Inflation and Unemployment in the Long Run
We study the long-run relation between money, measured by inflation or interest rates, and unemployment. We first discuss data, documenting a strong positive relation between the variables at low frequencies. We then develop a framework where both money and unemployment are modeled using explicit microfoundations, integrating and extending recent work in macro and monetary economics, and providing a unified theory to analyze labor and goods markets. We calibrate the model, to ask how monetary factors account quantitatively for low-frequency labor market behavior. The answer depends on two key parameters: the elasticity of money demand, which translates monetary policy to real balances and profits; and the value of leisure, which affects the transmission from profits to entry and employment. For conservative parameterizations, money accounts for some but not that much of trend unemployment -- by one measure, about 1/5 of the increase during the stagflation episode of the 70s can be explained by monetary policy alone. For less conservative but still reasonable parameters, money accounts for almost all low-frequency movement in unemployment over the last half century.
For comments on earlier versions of this pro ject we thank Ken Burdett, Marcus Hagedorn, Alan Head, Nobu Kiyotaki, Bob Lucas, Iourii Manovskii, Dale Mortensen, and participants in seminars or conferences at Yale, Penn, NYU, SFU, UBC, Vienna, Rome, Glasgow, Edinburgh, Chicago, Northwestern, the Cleveland, Minneap olis, New York and Chicago Feds, the NBER Summer Institute, the Central Bank Conference in Bogota Colombia, the Canadian Macro Study Group in Montreal, and the Econometric So ciety Winter Meetings in New Orleans. We thank the NSF for research support. The usual disclaimer applies. The views expressed herein are those of the author(s) and do not necessarily reflect the views of the National Bureau of Economic Research.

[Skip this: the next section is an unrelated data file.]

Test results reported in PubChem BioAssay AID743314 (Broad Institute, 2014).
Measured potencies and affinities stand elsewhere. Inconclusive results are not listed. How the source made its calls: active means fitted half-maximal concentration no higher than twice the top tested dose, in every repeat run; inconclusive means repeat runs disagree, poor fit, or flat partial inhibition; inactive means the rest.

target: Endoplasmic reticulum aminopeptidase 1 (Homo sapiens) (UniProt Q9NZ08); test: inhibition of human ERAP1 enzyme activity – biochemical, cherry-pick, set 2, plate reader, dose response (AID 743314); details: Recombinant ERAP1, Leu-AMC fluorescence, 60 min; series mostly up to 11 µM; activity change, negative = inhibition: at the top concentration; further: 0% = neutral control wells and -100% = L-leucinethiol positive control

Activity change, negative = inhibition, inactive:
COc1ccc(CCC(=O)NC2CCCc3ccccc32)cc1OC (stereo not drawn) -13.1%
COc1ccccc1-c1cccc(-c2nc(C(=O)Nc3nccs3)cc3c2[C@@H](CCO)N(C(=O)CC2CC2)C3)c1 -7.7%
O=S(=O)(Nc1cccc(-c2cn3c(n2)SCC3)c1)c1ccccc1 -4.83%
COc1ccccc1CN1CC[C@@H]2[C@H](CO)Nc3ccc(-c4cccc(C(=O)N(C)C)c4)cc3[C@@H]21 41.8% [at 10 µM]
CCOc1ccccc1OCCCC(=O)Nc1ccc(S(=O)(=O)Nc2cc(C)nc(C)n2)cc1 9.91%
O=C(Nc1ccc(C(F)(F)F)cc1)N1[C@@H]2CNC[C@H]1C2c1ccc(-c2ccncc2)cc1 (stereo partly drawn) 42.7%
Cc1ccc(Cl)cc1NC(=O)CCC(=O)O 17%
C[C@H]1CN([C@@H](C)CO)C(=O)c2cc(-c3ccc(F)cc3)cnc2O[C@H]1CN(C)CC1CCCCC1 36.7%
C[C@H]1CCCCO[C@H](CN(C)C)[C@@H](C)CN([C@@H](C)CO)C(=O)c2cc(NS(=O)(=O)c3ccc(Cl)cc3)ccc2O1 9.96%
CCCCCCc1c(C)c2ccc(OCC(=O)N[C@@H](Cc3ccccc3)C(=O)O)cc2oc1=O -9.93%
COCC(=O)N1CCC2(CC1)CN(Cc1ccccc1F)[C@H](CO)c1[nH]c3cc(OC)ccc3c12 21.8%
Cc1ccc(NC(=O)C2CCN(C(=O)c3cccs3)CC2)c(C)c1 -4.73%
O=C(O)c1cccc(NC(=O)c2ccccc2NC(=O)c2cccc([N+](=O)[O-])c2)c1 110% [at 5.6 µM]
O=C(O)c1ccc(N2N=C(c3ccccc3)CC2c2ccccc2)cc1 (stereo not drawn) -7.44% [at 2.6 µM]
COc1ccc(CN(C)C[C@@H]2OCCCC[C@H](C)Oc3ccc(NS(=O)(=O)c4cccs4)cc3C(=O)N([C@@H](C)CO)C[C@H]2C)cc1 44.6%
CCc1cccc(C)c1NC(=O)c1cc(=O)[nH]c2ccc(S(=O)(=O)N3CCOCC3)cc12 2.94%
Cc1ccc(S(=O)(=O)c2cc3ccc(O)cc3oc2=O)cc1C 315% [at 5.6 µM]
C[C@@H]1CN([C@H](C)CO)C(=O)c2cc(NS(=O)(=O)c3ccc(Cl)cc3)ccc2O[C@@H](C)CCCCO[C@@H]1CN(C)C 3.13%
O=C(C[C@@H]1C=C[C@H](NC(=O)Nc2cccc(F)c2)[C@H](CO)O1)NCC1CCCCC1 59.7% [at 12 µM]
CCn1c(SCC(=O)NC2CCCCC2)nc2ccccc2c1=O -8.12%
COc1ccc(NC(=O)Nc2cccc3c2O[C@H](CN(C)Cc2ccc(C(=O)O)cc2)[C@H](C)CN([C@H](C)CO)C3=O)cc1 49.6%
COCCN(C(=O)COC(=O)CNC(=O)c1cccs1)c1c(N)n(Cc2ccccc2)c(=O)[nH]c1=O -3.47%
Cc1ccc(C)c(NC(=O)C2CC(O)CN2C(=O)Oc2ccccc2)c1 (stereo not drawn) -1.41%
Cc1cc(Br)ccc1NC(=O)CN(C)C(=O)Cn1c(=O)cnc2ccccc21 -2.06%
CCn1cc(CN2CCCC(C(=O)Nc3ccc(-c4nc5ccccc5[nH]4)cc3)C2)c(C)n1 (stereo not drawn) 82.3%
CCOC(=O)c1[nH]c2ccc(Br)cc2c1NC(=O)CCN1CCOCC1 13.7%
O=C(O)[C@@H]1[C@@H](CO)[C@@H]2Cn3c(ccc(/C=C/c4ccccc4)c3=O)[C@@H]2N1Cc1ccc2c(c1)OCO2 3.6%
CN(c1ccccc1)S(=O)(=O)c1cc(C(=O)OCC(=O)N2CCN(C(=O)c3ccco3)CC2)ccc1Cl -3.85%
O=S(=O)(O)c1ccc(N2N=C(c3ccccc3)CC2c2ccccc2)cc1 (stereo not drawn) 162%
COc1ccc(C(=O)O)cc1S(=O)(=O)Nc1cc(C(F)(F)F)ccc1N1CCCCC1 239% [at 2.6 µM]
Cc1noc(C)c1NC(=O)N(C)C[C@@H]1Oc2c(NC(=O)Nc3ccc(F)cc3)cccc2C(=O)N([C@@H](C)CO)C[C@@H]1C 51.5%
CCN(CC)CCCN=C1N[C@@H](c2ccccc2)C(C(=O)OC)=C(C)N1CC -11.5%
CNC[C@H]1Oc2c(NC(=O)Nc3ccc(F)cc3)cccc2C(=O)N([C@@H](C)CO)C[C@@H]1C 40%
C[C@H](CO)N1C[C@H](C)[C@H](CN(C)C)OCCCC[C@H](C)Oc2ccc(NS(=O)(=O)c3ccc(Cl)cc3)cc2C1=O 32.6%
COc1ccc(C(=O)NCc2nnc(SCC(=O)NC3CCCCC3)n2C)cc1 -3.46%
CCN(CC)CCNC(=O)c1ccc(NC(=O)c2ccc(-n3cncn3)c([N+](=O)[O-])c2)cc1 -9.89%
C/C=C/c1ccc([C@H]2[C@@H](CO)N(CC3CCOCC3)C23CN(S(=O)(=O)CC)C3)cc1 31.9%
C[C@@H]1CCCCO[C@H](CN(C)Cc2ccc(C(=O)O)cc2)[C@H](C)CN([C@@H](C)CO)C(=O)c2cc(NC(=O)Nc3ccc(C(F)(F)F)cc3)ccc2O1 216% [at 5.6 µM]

Aleksander Berentsen & Guido Menzio & Randall Wright, 2011. "Inflation and Unemployment in the Long Run," American Economic Review, American Economic Association, vol. 101(1), pages 371-98, February. citation courtesy of